Simple Thai-style Lemongrass Shrimp Soup:

The soup only required two ingredients which might not be in your cupboard:  fish sauce and chili paste with garlic.  You should be able to find both of them at an Asian grocery store or in the speciality section of a larger supermarket.  The remaining ingredients are easy to find.

The finished soup was delicious, wonderful flavours of ginger and lemongrass.  Definitely one I will make again!

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Duck pancakes with hoisin sauce:

Preparing that dish was fairly straightforward, but different to the classic way of using crispy duck.  In this recipe, skinless duck breast was cut into strips, then stir fried and finished off with hoisin sauce.  We decided to substitute lettuce leaves for the pancakes, which made the dish lighter and gave it a bit of a crunch.

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King prawn and scallop stir fry:

The king prawn and scallop stir fry required a fair amount of preparation, but it was very quick to cook!  We substituted sherry for the rice wine, and there were some asparagus spears, so they went in as well! :).

It tasted every bit as good as it looked!

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Chicken and cashew nut stir-fry:

The chicken and cashew nut stir fry is an old favourite, which was easy to make.  It was great in that it required no special ingredients.

Once all the vegetables and ingredients were prepared, the cooking was very quick!  Another delicious dish!

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Mandarin Oranges with Grand Marnier and Mascarpone:

We finished our celebratory meal with a light and refreshing dessert.  It was a perfect ending to a delicious meal!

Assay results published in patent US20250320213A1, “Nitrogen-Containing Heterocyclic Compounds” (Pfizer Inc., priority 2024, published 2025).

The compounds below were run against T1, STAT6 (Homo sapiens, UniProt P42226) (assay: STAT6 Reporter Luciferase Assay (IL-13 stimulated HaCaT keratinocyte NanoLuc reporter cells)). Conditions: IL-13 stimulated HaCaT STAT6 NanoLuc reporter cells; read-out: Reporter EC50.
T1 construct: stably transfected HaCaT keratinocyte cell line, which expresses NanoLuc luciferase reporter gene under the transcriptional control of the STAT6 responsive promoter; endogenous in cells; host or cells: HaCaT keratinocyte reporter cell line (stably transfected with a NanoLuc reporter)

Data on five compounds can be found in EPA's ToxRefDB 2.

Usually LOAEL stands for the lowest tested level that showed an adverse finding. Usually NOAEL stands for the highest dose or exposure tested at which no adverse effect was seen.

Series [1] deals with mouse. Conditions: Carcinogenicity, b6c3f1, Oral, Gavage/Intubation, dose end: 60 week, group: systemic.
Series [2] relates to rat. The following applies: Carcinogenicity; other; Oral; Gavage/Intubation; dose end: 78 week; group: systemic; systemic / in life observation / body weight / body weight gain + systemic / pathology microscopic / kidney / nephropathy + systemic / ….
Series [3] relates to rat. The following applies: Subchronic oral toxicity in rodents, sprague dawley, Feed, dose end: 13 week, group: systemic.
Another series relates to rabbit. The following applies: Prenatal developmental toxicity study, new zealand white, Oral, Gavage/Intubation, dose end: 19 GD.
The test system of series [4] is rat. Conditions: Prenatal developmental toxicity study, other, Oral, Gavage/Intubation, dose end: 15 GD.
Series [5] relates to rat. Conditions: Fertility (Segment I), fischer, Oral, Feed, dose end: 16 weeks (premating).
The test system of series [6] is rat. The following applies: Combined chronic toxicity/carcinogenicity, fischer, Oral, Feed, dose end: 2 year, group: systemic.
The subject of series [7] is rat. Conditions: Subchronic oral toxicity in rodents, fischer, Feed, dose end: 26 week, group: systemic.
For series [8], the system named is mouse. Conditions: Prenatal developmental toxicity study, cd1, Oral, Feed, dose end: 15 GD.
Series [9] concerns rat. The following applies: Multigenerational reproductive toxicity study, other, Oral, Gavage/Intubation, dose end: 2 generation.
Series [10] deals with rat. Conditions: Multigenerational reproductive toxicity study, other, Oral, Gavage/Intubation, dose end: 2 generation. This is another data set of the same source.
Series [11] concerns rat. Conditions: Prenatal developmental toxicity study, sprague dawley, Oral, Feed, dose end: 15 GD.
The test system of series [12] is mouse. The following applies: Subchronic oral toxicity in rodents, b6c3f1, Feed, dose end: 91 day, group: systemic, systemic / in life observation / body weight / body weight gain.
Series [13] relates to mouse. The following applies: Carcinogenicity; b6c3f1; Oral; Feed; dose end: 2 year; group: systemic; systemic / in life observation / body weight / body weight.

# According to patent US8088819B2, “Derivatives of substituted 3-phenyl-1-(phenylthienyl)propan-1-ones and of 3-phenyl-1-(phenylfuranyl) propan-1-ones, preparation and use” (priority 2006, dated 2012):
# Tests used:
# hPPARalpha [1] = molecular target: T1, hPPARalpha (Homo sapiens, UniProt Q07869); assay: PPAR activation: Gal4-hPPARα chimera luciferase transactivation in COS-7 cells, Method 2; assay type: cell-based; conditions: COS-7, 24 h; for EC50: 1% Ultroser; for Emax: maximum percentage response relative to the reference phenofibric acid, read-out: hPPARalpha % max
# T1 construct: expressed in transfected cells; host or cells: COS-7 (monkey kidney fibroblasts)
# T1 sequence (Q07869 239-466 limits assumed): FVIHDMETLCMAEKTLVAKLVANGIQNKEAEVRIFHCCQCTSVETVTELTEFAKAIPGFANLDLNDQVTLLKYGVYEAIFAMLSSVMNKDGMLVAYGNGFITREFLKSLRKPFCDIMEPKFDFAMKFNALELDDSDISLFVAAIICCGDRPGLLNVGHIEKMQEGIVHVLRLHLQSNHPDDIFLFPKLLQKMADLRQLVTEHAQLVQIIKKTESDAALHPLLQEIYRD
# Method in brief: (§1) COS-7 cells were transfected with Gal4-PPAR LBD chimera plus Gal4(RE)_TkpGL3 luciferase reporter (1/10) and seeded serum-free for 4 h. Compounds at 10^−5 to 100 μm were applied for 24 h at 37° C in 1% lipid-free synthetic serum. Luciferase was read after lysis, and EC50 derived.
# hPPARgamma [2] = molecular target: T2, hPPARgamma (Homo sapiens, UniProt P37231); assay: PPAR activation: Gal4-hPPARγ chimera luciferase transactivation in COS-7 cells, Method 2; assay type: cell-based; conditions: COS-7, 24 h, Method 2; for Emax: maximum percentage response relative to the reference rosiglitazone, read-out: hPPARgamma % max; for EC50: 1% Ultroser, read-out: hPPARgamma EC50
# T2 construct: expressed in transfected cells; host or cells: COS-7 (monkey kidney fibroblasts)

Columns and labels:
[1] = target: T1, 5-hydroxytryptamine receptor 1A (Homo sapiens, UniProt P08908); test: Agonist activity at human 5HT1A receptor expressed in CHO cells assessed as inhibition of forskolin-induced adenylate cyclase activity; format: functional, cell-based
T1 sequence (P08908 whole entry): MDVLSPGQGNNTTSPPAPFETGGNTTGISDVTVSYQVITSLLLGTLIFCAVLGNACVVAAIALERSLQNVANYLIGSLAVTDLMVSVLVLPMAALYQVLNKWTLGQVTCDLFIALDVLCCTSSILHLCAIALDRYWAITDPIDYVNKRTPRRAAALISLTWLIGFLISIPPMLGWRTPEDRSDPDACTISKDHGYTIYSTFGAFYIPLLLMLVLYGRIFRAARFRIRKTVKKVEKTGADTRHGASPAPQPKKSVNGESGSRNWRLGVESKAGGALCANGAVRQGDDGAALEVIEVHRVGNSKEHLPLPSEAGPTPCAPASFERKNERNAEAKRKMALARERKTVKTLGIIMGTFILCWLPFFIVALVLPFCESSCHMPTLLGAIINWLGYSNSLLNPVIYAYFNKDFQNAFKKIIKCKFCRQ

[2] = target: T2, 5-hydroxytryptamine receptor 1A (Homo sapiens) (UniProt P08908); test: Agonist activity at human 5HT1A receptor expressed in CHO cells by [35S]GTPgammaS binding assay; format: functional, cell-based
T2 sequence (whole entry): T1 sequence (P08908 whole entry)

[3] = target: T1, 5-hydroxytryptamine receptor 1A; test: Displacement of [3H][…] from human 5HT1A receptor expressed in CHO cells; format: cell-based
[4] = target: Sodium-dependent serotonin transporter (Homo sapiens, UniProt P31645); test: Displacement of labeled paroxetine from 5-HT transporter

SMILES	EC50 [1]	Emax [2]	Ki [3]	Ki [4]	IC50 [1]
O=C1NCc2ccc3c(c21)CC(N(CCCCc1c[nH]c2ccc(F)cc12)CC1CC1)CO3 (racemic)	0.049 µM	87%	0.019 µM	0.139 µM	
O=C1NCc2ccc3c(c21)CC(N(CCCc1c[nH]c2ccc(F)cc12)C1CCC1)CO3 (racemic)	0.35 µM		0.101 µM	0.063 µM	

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No ordinary seaside lunch

Earlier this year, I was given a recommendation for a restaurant in Valras Plage, called O Fagot.  Seaside towns are not always known for their restaurants, so I looked up the restaurant on the net.  I found that the chef had just participated in a reality show on French TV called Top Chef – by the time of our visit he’d already been “knocked out”.  However, his food looked very promising, the reviews for the restaurant were encouraging, and friends were keen to come along, so off we went to Valras Plage!

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The restaurant is located a little way away from the centre, in a residential part of Valras Plage.  The outside is unprepossessing – I learnt that Franck Radiu, the chef, had taken over the premises not long ago.  In its previous incarnation, the restaurant had been a pizzeria, and the wood-fired pizza oven is still in place at one end of the dining room!

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A reminder of Franck’s stint on Top Chef hung on the wall – a chef’s jacket, signed by the other contestants and the judges.

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The interior was sober and modern, the chairs were comfortable and the tables set with nice glasses and silverware.  But all that was incidental, the food was the star here.  On the picture below is our amuse bouche – we certainly amused ourselves with it! 🙂